C-EBM had higher sequence estimation accuracy than S-EBM for noisy serial sequences which had high C-EBM positional uncertainty (Fig. 4). This suggests that when C-EBM is uncertain on the positional orderings, its maximum likelihood sequence is nevertheless more likely to be correct than the maximum likelihood sequence estimated by S-EBM. This may be expected given that the size of the sequence space of simultaneous events is greater than that for serial sequences, which leaves more scope for false positives. Despite this, without a priori knowledge of the sequence type, S-EBM offers the opportunity to correctly identify a far wider range of types of sequences beyond those restricted by serial order.

### 4.2. Application to Alzheimer’s disease progression

#### 4.2.1. S-EBM: estimated sequence allowing simultaneous events

The sequence of AD biomarker progression estimated by S-EBM is shown in Fig. 5. S-EBM identified a sequence containing simultaneous events which had a substantially higher log-likelihood compared to the serial sequence estimated by C-EBM.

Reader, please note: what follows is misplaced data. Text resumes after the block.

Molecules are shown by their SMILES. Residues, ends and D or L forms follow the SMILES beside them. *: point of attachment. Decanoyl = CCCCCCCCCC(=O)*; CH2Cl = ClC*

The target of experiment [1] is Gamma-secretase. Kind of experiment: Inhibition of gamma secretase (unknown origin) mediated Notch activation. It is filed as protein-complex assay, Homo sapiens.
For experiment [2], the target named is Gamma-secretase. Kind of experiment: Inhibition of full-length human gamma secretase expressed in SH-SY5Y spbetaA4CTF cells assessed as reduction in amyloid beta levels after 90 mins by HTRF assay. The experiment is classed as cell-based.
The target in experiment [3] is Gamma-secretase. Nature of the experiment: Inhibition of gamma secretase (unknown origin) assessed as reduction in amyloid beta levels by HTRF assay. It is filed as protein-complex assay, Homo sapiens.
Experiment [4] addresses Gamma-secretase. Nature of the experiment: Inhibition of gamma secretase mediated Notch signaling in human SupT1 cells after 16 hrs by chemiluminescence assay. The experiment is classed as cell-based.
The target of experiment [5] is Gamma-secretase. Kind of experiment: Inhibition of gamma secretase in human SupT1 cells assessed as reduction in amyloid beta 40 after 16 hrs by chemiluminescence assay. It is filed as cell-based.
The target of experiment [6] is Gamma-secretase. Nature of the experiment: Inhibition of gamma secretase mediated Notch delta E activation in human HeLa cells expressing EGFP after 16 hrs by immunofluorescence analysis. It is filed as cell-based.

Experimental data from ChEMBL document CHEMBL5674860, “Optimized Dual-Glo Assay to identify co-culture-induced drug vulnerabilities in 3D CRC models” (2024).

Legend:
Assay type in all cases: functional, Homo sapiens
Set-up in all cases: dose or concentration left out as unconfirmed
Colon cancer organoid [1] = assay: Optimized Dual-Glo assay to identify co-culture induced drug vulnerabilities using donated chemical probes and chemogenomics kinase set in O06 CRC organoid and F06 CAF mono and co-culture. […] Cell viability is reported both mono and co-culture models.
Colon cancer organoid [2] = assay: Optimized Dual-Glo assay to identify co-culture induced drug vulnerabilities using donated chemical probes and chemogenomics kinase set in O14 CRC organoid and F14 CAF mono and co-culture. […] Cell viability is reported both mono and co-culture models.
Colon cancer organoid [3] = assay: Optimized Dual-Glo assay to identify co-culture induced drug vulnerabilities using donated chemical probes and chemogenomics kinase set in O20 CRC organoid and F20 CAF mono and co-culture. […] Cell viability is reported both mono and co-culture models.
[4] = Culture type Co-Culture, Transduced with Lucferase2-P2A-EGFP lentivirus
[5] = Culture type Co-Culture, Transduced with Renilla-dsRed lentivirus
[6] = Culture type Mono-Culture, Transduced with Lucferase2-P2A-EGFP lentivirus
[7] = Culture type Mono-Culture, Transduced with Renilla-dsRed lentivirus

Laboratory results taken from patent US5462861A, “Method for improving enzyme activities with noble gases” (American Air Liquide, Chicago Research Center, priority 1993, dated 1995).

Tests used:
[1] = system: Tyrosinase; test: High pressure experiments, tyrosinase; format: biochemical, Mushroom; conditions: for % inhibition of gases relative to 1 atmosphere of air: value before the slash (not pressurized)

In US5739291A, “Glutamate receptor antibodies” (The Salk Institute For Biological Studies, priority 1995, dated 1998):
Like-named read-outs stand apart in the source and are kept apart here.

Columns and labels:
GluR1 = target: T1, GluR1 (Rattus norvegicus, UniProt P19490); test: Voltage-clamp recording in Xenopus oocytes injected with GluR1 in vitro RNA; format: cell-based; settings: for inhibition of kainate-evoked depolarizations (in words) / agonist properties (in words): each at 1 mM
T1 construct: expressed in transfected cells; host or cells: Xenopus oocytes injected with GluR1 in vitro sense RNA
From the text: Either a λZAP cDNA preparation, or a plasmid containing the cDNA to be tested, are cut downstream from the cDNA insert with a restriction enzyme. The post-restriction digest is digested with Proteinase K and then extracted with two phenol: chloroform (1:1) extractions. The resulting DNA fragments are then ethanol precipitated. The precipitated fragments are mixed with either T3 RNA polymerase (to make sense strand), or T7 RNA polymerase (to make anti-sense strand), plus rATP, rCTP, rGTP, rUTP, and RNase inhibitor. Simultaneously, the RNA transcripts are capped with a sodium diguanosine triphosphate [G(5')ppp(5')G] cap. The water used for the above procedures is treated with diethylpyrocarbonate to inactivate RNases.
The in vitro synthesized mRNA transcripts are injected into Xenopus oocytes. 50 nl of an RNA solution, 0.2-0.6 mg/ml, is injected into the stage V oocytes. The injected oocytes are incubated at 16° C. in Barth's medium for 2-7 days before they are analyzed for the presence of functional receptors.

Simultaneous events were estimated for biomarkers within common biomarker marker domains - CSF, cognitive test scores and brain volumes. Increased CSF total tau and phosphorylated tau were the first events in the sequence, occurring simultaneously, and were followed by high CSF amyloid-β. At disease stage three, low-scoring performance on cognitive test scores RAVLT, ADAS-Cog and MMSE were estimated as simultaneous events. Following cognitive events, the next disease stage consisted of simultaneous volumetric decline in temporal lobe brain regions. The final event in the sequence was increased ventricular volume.

#### 4.2.2. C-EBM: estimated serial sequence

The serial sequence estimated by C-EBM (Fig. 6) identified a lower log-likelihood sequence that, by design, assumed all events occur in series. However, it was consistent with the S-EBM sequence in finding a positional separation between groups of biomarker events belonging to different biomarker domains.

The C-EBM positional variance diagram (Fig. 6) however shows a heterogeneous distribution of positional uncertainty for the groups of simultaneous events, highlighting that positional uncertainty cannot be used to infer simultaneous events. Interstingly, interpreting the blocks of positional uncertainty as simultaneous events derives a sequence ({T-Tau}, {P-Tau}, {Abeta}, {RAVLT, ADAS-Cog}, {MMSE}, {Entorhinal, Hippocampus}, {Brain, Fusiform, Mid-Temporal}, {Ventricles}) with lower log-likelihood (log(L)=3108) than that estimated by S-EBM (log(L)=3153) but which nevertheless more closely matches the data than the serial sequence estimated by C-EBM (log(L) = 3043).